*Subject*: The Quantum Field Theory - Computer Science Correspondence*From*: whopkins@alpha2.csd.uwm.edu (Mark William Hopkins)*Date*: 9 Sep 2001 20:09:34 GMT*Approved*: baez@math.ucr.edu*Message-ID*: <9ngi9u$ouk$1@uwm.edu>*Newsgroups*: sci.physics.research*Organization*: University of Wisconsin - Milwaukee, Computing Services Division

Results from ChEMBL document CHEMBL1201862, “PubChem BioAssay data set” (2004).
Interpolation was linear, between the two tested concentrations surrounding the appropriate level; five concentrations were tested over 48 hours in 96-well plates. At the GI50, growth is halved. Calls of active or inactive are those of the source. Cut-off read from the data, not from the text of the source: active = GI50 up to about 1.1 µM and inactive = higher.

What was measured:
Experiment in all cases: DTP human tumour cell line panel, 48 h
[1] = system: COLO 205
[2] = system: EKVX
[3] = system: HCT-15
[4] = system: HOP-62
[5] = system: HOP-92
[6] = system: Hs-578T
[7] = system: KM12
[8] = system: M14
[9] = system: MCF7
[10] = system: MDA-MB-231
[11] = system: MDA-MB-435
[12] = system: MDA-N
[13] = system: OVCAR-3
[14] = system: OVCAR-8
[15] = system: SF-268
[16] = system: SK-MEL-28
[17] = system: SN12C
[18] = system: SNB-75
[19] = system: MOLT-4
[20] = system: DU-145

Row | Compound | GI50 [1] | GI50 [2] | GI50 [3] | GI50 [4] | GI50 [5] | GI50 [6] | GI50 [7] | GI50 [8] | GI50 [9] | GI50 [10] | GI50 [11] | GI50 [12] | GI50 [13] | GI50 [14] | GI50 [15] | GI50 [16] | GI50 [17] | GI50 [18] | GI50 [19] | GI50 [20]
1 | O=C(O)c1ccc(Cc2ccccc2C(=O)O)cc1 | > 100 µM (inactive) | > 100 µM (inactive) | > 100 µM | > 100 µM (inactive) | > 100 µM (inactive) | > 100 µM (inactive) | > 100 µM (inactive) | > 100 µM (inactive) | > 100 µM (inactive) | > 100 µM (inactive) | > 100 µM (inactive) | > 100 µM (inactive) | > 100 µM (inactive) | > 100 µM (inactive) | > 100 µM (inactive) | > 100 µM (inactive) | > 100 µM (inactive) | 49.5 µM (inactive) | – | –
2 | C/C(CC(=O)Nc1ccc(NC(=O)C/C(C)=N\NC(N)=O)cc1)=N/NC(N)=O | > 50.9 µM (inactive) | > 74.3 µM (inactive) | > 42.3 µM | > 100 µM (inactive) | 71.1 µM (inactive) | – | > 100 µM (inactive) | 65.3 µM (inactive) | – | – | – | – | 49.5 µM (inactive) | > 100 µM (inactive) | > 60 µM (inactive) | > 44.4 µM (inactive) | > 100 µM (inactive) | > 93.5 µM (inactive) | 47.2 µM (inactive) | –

There is a deep-seated analogy between the mathematics and conceptual structures of Quantum Field Theory and the fields Formal Language and Automata Theory which lie at the foundation of Computer Science -- but a correspondence which is both unrelated to the issues of Quantum Computers or Quantum Automata and has not seen the light of publication anywhere (except here on the USENET) as far as I'm aware. I'm still not entirely sure what the scope and nature of this analogy is, but will try to outline some of the major points of correspodence in a somewhat fragmented way on an item by item basis. First some background. A automaton is represented as a "state machine". A state machine consists of a (possibly infinite) set Q of states; distinguished subsets I and F of Q ("initial" and "final" states), and a transition relation H subset of Q x X* x Q where X is the 'alphabet' and X* the set of words over X. A transition (q,w,r) in H is interpreted as a transition q -> r on word w. The relation H generates a relation S defined by: S: q -> q on word 1 (1 denotes "empty word") and S: q -> s on word vw, if H: q -> r on word v; S: r -> s on word w Then one can talk about S(q,r) as the set of all words w for which q -> r on w. The language 'recognized' by the state machine is the union of all these sets as q ranges over the initial states I, r over the final states F. The first set of correspondences follows from this description. I plays the role of the initial state vector F plays the role of the final state vector H plays the role of the interaction Hamiltonian S is the S-matrix generated from H and the relation by which S is derived from H is: S = H* = 1 + H + HH + HHH + ... which is analogous to Dyson's formula; where + denotes union 1(q,r) = {1} if q = r; 1(q,r) = {} if q not r H(q,r) = { words w: (q,w,r) in H } HH(q,s) = { vw: v in H(q,r), w in H(r,s) for some state r} = "product of H x H HHH = product of HH x H, etc. If Q is a finite set, the state machine is a finite state automaton. Then H, I and F can be represented as a QxQ matrix, a Q-dimensional row and column vector respectively. If Q is an infinite set of the form Q = Q0 x S*, where Q0 is finite, then the state machine can be interpreted as a 1-stack machine with a stack alphabet S. One can then talk about symmetries and selection rules. The standard definition of a push down automaton is as a state machine with state set Q0 x S*, where Q0 is finite and where the only allowed transitions are those which have the forms: (q, v) -> (r, vs) (q, vs) -> (r, v) where v is an arbitrary words in S* (a 'stack configuration'), s a element of S ('stack symbol'); q, r states in Q0. These would be the "push" and "pop" actions. Analogous to creation and annihilation operations. And part of the definition of a push down automaton is a symmetry requirement on the transition relation H to the effect that if (q, v) -> (r, vs) on a word z then (q, v') -> (r, v's) on the word z for all other stack words v'. The symmetry requirement is analogous to a symmetry requirement imposed on a particle model's Hamiltonian or Lagrangian. Different types of automata are defined as specializations of infinite state automata where different symmetry requirements are posed on the transition relation H. This is analogous to defining different classes of theories by different symmetry conditions. The class of languages recognized by a push down automaton are characterized by "context-free grammars". A grammar is a system of transition relations which recursively define the structure of a language top-down. So, for instance, A -> u A v A -> A A A -> 1 (where 1 denotes the empty word), defines recursively a set of words over {u, v}* in which the u's and v's form properly nested bracketing sequences. A sample derivation of a word from the grammar would be: A -> A A -> uAv A -> uv A -> uv uAv -> uv uAAv -> uv u uAv A v -> uv u uv A v -> uv u uv uAv v -> uv u uv uv v thus showing that uvuuvuvv is a word generated by the grammar. The transition rules A -> u A v, etc. are analogous to vertices in a Feynman diagram. The corresponding vertex would represent the interaction by which A transforms into u A v. This is analogous to a transition in electroweak theory e -> nu_e (W-); or u -> d (W+). Other points of correspondence. Suppose H is a Hilbert space generated by a set X. That is, H is the closure of the vector space which has X as a basis. Then the set of sequences X* generates the Hilbert space C + H + HxH + HxHxH + ... which is the Maxwell-Boltzmann Fock space. If you impose the relations (xy = yx) on the underlying set X, then the resulting Hilbert space is the Einstein-Bose Fock space; and if you impose the relation (xy = -yx) the underlying space is the Fermi-Dirac Fock space. These latter 2 constructions are directly related to Finkelstein's representation of these 2 Fock spaces. Still further places where the linkage manifests itself can be outlined. The appearance of an analogue to the bra-ket algebra in the representation of the 'context free' languages (those defined by push down automata); the close relation between the underlying algebra of 'regular expressions' (called Kleene algebras) and the subspace lattices (such as quantum logic); and to convex spaces. A Kleene algebra is described as (1) A monoid (1a) An associative product operation exists (uv)w = u(vw) (1b) An identity exists u1 = u = 1u (2) With a partial ordering <= such that (2a) Every finite subset {a0,a1,...,an} has a least upper bound 0 + a0 + a1 + ... + an (2b) If U, V are finite subsets then sum(U) sum(V) = sum(UV), where UV = {uv: u in U, v in V} (3) A 'kleene star' operation a |-> a* for which (3a) a* >= 1 + a a* (3b) If x >= a + bx + xc then x >= b* a c* A common special case occurs where the star operator is defined in terms of the underlying ordering relation: a* = least upper bound { 1, a, aa, aaa, ... } = 1 + a + aa + aaa + ... such that the least upper bound of { a b^n c: n = 0, 1, 2, ... } = a b* c A Kleene LINEAR algebra may then be defined as a linear associative algebra which is partially ordered with the least upper bound denoted as 0 v a0 v a1 v ... v an and a star operator satisfying properties (2) and (3). For a given linear algebra L, one can construct Kleene closures in 2 distinct ways: AFFINE CLOSURE: L is extended to the class AFF(L) of all affine subspaces of L <= is interpreted as subset ordering A v B is the affine join of subspaces A and B; 0 is the empty set A* is defined as V{A^n: n = 0, 1, 2, ... } AB = { ab: a in A, b in B } is always an affine subspace if A, B are CONVEX CLOSURE: Similar, except one takes CONVEX(L) of all convex polytopes of in L So, one can then also talk about a representation theory for Kleene algebras by defining a representation of a Kleene algebra K to be a mapping f: K -> L into a Kleene linear algebra L, which preserves least upper bounds and products. So, there is an entire (as of yet unknown and unpublished) representation theory for formal language and automata structures and concepts which is entirely analogous to the representation theory the underlies constructs in Physics. --------- All of these cases are instances of a much more general phenomenon, which hasn't yet been fully elucidated anywhere, which deeply connects Quantum Field Theory and Computer Science at their foundations.